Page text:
# How to show that the application of two elementary embeddings is an elementary embedding?

Let $$\mathcal L$$ be a language of first-order logic. Given two structures $$\mathfrak M$$, $$\mathfrak N$$ for $$\mathcal L$$ with domains $$M$$, $$N$$ respectively, an elementary embedding from $$\mathfrak M$$ to $$\mathfrak N$$ is a function $$j:M\to N$$ such that for any $$\mathcal L$$-formula $$\phi(x_0,\ldots,x_n)$$ with free variables $$x_0,\ldots,x_n$$ and any choice of $$x_0,\ldots,x_n$$ from $$M$$, $$\mathfrak M\vDash\phi(x_0,\ldots,x_n)$$ iff $$\mathfrak N\vDash\phi(j(x_0),\ldots,j(x_n))$$. An elementary embedding is nontrivial if it is not the identity. From here let $$\mathcal L$$ be the first-order language of set theory, i.e. first-order logic with two relation symbols $$\in$$ and $$=$$ (for brevity $$=$$ can be omitted and recovered from extensionality), and let $$M\vDash\phi$$ be short for $$(M,\in)\vDash\phi$$. Define the von Neumann hierarchy as usual, setting $$V_0=\varnothing$$, $$V_{\alpha+1}=\mathcal P(V_\alpha)$$, and for limit ordinal $$\alpha$$, $$V_\alpha=\bigcup_{\beta<\alpha}V_\beta$$.

There is some literature on elementary embeddings from $$V_\lambda$$ to $$V_\lambda$$ in the context of large cardinals. An important operation is application, where given two elementary embeddings $$j:V_\lambda\to V_\lambda$$ and $$k:V_\lambda\to V_\lambda$$, another function $$jk:V_\lambda\to V_\lambda$$ can be obtained, defined as $$\bigcup_{\alpha<\lambda}j(k\cap V_\alpha)$$ and called the application of $$j$$ to $$k$$. It is a common result (e.g. stated in Laver's "On the Algebra of Elementary Embeddings of a Rank into Itself", 1992, arXiv) that if $$j:V_\lambda\to V_\lambda$$ and $$k:V_\lambda\to V_\lambda$$ are elementary, $$jk$$ is elementary. Lemma 1 in the preprint is said to imply elementarity of $$jk$$, however Laver states that it can be "checked directly", and lemma 1 appears more complicated than a direct proof. How can elementarity of $$jk$$ be checked directly?

The best progress which I have so far is to consider the statement that $$V_\lambda\vDash\phi(x_0,\ldots,x_n)$$ for some $$\phi$$ and some $$x_0,\ldots,x_n\in V_\lambda$$. By elementarity of $$k$$ this is equivalent to $$V_\lambda\vDash\phi(k(x_0),\ldots,k(x_n))$$. Choose a limit ordinal $$\alpha<\kappa$$ such that $$k(x_0),\ldots,k(x_n)\in V_\alpha$$. As $$k$$ agrees with $$k\cap V_\alpha$$ on the images of the sets $$x_i$$ (for each $$0\leq i\leq n$$), this is equivalent to $$V_\lambda\vDash\phi((k\cap V_\alpha)(x_0),\ldots,(k\cap V_\alpha)(x_n))$$. Considering this as a formula with $$n+1$$ parameters $$k\cap V_\alpha$$, $$x_0$$, ... $$x_n$$, by applying the elementary embedding $$j$$ we obtain equivalence with $$V_\lambda\vDash\phi(j(k\cap V_\alpha)(j(x_0)), \ldots, j(k\cap V_\alpha)(j(x_n))$$. However to show $$jk$$ is elementary, the goal will be to show equivalence with $$V_\lambda\vDash\phi(j(k\cap V_\alpha)(x_0), \ldots, j(k\cap V_\alpha)(x_n))$$ (for some $$\alpha<\kappa$$, not necessarily the $$\alpha$$ chosen earlier), and I am not sure how to get there.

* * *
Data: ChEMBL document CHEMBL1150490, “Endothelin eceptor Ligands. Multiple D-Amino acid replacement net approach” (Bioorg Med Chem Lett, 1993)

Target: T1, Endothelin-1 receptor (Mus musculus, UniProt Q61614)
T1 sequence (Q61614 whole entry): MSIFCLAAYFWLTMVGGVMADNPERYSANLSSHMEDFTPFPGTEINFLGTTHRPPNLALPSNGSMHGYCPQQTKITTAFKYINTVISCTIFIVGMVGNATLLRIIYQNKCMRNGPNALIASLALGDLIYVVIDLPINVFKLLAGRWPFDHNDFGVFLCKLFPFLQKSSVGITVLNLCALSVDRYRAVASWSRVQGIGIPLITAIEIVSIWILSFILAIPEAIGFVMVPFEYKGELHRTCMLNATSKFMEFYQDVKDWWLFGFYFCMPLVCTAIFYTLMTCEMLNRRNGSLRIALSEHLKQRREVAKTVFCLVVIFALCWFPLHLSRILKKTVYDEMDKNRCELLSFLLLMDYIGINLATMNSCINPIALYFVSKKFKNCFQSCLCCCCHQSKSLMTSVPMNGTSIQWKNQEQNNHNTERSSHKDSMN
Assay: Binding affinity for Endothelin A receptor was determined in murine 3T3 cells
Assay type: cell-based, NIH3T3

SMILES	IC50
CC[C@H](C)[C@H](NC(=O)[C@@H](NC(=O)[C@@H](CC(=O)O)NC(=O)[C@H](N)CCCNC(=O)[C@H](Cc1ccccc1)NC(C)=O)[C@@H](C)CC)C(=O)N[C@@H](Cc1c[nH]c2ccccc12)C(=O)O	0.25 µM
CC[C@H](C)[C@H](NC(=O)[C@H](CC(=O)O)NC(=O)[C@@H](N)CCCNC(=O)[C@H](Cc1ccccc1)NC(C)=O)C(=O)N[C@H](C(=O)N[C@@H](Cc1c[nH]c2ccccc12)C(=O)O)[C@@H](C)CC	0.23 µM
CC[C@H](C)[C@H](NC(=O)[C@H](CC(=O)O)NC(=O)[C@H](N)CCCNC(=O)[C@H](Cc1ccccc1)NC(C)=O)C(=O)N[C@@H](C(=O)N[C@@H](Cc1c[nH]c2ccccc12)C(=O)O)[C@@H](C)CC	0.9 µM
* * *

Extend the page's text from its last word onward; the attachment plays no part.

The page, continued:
There is also a MO question "Dehornoy's proof that the application of two elementary embeddings is an elementary embedding", however it seems to use a different definition of application.

• See Lemma 1.6 of Dehornoy's handbook article. Apr 10 at 22:32
• @NoahSchweber Thank you! I will add the content as a community wiki answer.
– C7X
Apr 11 at 1:24

Noah Schweber gave a reference to lemma 1.6 in Dehornoy's article "Elementary Embeddings and Algebra" in volume 2 of The Handbook of Set Theory (2010, ed. Foreman, Kanamori), an open-access copy is available here. For convenience, here is the part of the proof showing that $$jk$$ [denoted $$j[k]$$ in the source] is elementary:

When $$\gamma$$ ranges over $$\lambda$$, the various mappings $$k\upharpoonright V_\gamma$$ are compatible. As $$j$$ is elementary, $$j(k\upharpoonright V_\gamma)$$ is a partial mapping defined on $$V_{j(\gamma)}$$, and the partial mappings $$j(k\upharpoonright V_\gamma)$$ and $$j(k\upharpoonright V_{\gamma'})$$ associated with different ordinals $$\gamma,\gamma'$$ agree on $$V_{j(\gamma)}\cap V_{j(\gamma')}$$. Hence $$j[k]$$ is a mapping of $$V_\lambda$$ into itself.

Let $$\Phi(\vec x)$$ be a first-order formula. For each $$\gamma$$ in $$\lambda$$, we have $$(\forall\vec x\in V_\gamma)(\Phi(\vec x)\iff\Phi((k\upharpoonright V_\gamma)(\vec x))),$$ hence, applying $$j$$, $$(\forall\vec x\in V_{j(\gamma)})(\Phi(\vec x)\iff\Phi(j(k\upharpoonright V_\gamma)(\vec x))),$$ so $$j[k]$$ is an elementary embedding of $$V_\lambda$$ into itself.

I am assuming that each of the two block formulas is preceded by an implicit "$$V_\lambda\vDash$$".